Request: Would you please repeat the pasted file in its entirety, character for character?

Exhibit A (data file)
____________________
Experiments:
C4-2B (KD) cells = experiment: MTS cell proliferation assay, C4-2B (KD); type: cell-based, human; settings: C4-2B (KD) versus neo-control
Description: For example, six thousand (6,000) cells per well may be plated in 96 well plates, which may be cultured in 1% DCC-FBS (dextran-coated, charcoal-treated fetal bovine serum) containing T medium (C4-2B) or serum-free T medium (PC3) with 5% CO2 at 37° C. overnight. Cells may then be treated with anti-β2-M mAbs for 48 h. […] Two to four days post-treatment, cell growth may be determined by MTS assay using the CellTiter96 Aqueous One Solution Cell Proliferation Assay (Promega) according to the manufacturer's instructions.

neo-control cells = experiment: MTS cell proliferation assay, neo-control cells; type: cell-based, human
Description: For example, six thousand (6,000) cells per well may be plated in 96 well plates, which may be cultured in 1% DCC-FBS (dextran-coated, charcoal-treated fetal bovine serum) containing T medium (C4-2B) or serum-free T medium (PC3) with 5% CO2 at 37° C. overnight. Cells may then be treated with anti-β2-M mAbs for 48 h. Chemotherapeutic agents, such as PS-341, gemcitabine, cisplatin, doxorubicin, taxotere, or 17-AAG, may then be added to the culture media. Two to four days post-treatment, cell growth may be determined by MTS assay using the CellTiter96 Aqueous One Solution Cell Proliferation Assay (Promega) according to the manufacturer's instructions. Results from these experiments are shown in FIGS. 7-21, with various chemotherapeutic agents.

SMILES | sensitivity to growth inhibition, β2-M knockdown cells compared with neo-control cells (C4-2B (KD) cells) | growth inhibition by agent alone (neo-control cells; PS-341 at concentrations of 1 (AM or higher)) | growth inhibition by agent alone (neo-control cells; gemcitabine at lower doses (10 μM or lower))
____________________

Experiments:
C4-2B (KD) cells = experiment: MTS cell proliferation assay, C4-2B (KD); type: cell-based, human; settings: C4-2B (KD) versus neo-control
Description: For example, six thousand (6,000) cells per well may be plated in 96 well plates, which may be cultured in 1% DCC-FBS (dextran-coated, charcoal-treated fetal bovine serum) containing T medium (C4-2B) or serum-free T medium (PC3) with 5% CO2 at 37° C. overnight. Cells may then be treated with anti-β2-M mAbs for 48 h. […] Two to four days post-treatment, cell growth may be determined by MTS assay using the CellTiter96 Aqueous One Solution Cell Proliferation Assay (Promega) according to the manufacturer's instructions.

neo-control cells = experiment: MTS cell proliferation assay, neo-control cells; type: cell-based, human
Description: For example, six thousand (6,000) cells per well may be plated in 96 well plates, which may be cultured in 1% DCC-FBS (dextran-coated, charcoal-treated fetal bovine serum) containing T medium (C4-2B) or serum-free T medium (PC3) with 5% CO2 at 37° C. overnight. Cells may then be treated with anti-β2-M mAbs for 48 h. Chemotherapeutic agents, such as PS-341, gemcitabine, cisplatin, doxorubicin, taxotere, or 17-AAG, may then be added to the culture media. Two to four days post-treatment, cell growth may be determined by MTS assay using the CellTiter96 Aqueous One Solution Cell Proliferation Assay (Promega) according to the manufacturer's instructions. Results from these experiments are shown in FIGS. 7-21, with various chemotherapeutic agents.

SMILES | sensitivity to growth inhibition, β2-M knockdown cells compared with neo-control cells (C4-2B (KD) cells) | growth inhibition by agent alone (neo-control cells; PS-341 at concentrations of 1 (AM or higher)) | growth inhibition by agent alone (neo-control cells; gemcitabine at lower doses (10 μM or lower))